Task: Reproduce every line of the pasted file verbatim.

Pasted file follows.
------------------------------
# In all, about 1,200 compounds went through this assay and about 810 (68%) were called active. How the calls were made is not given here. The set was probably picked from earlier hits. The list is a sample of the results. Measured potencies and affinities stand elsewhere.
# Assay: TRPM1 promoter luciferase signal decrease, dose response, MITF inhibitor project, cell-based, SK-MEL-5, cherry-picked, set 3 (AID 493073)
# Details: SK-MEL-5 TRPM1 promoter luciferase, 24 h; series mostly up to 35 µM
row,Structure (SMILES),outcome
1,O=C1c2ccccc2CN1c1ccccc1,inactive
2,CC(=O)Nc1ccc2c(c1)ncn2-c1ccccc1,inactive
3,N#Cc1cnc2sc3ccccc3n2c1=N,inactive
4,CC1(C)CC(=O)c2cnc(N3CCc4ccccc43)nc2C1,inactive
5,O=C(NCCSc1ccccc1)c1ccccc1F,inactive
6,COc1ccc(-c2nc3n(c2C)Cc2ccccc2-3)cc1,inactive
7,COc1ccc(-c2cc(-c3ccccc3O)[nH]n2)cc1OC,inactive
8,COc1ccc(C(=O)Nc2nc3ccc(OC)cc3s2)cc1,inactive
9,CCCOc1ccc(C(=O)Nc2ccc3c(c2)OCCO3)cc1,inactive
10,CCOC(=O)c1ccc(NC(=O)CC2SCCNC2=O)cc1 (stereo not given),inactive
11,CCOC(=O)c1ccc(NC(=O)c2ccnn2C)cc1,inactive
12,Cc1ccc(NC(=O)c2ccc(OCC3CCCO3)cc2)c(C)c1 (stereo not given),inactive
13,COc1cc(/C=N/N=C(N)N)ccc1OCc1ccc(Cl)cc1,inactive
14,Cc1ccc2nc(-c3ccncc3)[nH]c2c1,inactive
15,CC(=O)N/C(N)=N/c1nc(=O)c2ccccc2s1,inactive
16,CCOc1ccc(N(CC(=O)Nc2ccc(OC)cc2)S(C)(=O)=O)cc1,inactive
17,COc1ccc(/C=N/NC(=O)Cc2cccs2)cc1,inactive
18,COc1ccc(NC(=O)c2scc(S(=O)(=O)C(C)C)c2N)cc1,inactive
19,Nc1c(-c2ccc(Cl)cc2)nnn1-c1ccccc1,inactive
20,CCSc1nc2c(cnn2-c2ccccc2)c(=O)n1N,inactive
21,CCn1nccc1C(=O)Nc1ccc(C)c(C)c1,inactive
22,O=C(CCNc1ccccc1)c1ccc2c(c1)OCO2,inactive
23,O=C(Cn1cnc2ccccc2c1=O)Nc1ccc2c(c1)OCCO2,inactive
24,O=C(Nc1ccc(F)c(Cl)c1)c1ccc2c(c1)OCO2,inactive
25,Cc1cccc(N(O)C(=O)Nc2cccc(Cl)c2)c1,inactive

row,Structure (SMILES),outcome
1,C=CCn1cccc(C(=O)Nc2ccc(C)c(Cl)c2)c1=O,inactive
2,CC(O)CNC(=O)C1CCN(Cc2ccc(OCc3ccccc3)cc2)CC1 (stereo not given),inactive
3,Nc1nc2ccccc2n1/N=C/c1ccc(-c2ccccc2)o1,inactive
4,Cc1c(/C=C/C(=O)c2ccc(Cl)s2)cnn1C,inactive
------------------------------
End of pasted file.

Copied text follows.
# In all, about 1,200 compounds went through this assay and about 810 (68%) were called active. How the calls were made is not given here. The set was probably picked from earlier hits. The list is a sample of the results. Measured potencies and affinities stand elsewhere.
# Assay: TRPM1 promoter luciferase signal decrease, dose response, MITF inhibitor project, cell-based, SK-MEL-5, cherry-picked, set 3 (AID 493073)
# Details: SK-MEL-5 TRPM1 promoter luciferase, 24 h; series mostly up to 35 µM
row,Structure (SMILES),outcome
1,O=C1c2ccccc2CN1c1ccccc1,inactive
2,CC(=O)Nc1ccc2c(c1)ncn2-c1ccccc1,inactive
3,N#Cc1cnc2sc3ccccc3n2c1=N,inactive
4,CC1(C)CC(=O)c2cnc(N3CCc4ccccc43)nc2C1,inactive
5,O=C(NCCSc1ccccc1)c1ccccc1F,inactive
6,COc1ccc(-c2nc3n(c2C)Cc2ccccc2-3)cc1,inactive
7,COc1ccc(-c2cc(-c3ccccc3O)[nH]n2)cc1OC,inactive
8,COc1ccc(C(=O)Nc2nc3ccc(OC)cc3s2)cc1,inactive
9,CCCOc1ccc(C(=O)Nc2ccc3c(c2)OCCO3)cc1,inactive
10,CCOC(=O)c1ccc(NC(=O)CC2SCCNC2=O)cc1 (stereo not given),inactive
11,CCOC(=O)c1ccc(NC(=O)c2ccnn2C)cc1,inactive
12,Cc1ccc(NC(=O)c2ccc(OCC3CCCO3)cc2)c(C)c1 (stereo not given),inactive
13,COc1cc(/C=N/N=C(N)N)ccc1OCc1ccc(Cl)cc1,inactive
14,Cc1ccc2nc(-c3ccncc3)[nH]c2c1,inactive
15,CC(=O)N/C(N)=N/c1nc(=O)c2ccccc2s1,inactive
16,CCOc1ccc(N(CC(=O)Nc2ccc(OC)cc2)S(C)(=O)=O)cc1,inactive
17,COc1ccc(/C=N/NC(=O)Cc2cccs2)cc1,inactive
18,COc1ccc(NC(=O)c2scc(S(=O)(=O)C(C)C)c2N)cc1,inactive
19,Nc1c(-c2ccc(Cl)cc2)nnn1-c1ccccc1,inactive
20,CCSc1nc2c(cnn2-c2ccccc2)c(=O)n1N,inactive
21,CCn1nccc1C(=O)Nc1ccc(C)c(C)c1,inactive
22,O=C(CCNc1ccccc1)c1ccc2c(c1)OCO2,inactive
23,O=C(Cn1cnc2ccccc2c1=O)Nc1ccc2c(c1)OCCO2,inactive
24,O=C(Nc1ccc(F)c(Cl)c1)c1ccc2c(c1)OCO2,inactive
25,Cc1cccc(N(O)C(=O)Nc2cccc(Cl)c2)c1,inactive

row,Structure (SMILES),outcome
1,C=CCn1cccc(C(=O)Nc2ccc(C)c(Cl)c2)c1=O,inactive
2,CC(O)CNC(=O)C1CCN(Cc2ccc(OCc3ccccc3)cc2)CC1 (stereo not given),inactive
3,Nc1nc2ccccc2n1/N=C/c1ccc(-c2ccccc2)o1,inactive
4,Cc1c(/C=C/C(=O)c2ccc(Cl)s2)cnn1C,inactive